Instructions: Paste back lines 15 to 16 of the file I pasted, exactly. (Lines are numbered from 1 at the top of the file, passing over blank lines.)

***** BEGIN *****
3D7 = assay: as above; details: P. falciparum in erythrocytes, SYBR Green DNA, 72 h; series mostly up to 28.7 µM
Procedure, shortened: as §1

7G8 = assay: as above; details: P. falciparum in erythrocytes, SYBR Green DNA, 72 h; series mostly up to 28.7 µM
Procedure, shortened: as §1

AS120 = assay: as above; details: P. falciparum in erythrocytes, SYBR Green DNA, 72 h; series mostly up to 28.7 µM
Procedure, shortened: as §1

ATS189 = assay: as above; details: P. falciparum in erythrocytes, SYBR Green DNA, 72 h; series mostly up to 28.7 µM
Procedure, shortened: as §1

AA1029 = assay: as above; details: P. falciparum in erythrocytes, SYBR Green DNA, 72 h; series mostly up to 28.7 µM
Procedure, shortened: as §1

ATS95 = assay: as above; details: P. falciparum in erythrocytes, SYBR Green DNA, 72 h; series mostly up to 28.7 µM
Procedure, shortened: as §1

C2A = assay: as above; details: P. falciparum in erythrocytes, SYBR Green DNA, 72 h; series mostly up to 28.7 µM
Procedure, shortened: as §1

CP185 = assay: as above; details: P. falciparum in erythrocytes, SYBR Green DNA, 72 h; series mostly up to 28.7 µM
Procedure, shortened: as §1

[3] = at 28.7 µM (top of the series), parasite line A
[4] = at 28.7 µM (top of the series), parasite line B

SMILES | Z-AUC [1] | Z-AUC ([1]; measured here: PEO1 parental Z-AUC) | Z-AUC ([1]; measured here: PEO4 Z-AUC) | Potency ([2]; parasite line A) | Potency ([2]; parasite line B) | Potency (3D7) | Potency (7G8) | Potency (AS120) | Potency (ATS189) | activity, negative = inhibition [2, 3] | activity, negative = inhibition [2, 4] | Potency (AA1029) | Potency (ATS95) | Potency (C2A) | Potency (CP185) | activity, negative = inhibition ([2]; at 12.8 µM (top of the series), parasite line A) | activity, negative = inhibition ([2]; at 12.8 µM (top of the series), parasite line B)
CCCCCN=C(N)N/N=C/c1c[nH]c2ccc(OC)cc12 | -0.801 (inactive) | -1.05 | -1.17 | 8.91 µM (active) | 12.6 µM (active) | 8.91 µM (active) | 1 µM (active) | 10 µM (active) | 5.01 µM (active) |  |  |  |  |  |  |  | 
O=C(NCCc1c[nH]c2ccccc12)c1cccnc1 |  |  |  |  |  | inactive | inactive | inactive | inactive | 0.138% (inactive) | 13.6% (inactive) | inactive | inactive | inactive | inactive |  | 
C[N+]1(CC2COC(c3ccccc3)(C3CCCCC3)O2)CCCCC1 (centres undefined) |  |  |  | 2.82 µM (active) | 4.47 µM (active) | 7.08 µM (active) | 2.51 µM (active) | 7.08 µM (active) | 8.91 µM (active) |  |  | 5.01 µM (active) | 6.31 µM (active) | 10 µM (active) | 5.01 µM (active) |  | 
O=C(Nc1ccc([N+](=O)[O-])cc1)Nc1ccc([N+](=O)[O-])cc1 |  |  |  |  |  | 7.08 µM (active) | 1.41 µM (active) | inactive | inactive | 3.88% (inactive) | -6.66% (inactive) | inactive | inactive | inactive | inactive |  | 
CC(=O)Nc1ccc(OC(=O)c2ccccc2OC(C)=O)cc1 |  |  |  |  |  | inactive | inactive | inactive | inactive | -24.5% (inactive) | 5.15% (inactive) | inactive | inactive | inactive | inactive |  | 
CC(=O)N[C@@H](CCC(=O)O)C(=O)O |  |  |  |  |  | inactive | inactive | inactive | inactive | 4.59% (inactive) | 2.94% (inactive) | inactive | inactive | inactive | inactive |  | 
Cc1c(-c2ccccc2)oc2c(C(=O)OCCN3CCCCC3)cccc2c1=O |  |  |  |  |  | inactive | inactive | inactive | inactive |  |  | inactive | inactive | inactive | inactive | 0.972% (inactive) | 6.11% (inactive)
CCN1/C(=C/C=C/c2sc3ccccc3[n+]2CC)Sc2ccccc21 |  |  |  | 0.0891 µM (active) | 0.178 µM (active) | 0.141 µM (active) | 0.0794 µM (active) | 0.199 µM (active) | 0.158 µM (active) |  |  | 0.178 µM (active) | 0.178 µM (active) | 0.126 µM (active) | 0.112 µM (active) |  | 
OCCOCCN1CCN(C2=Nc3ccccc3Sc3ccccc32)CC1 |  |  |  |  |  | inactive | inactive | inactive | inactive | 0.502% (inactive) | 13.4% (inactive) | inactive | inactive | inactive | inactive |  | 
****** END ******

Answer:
CP185 = assay: as above; details: P. falciparum in erythrocytes, SYBR Green DNA, 72 h; series mostly up to 28.7 µM
Procedure, shortened: as §1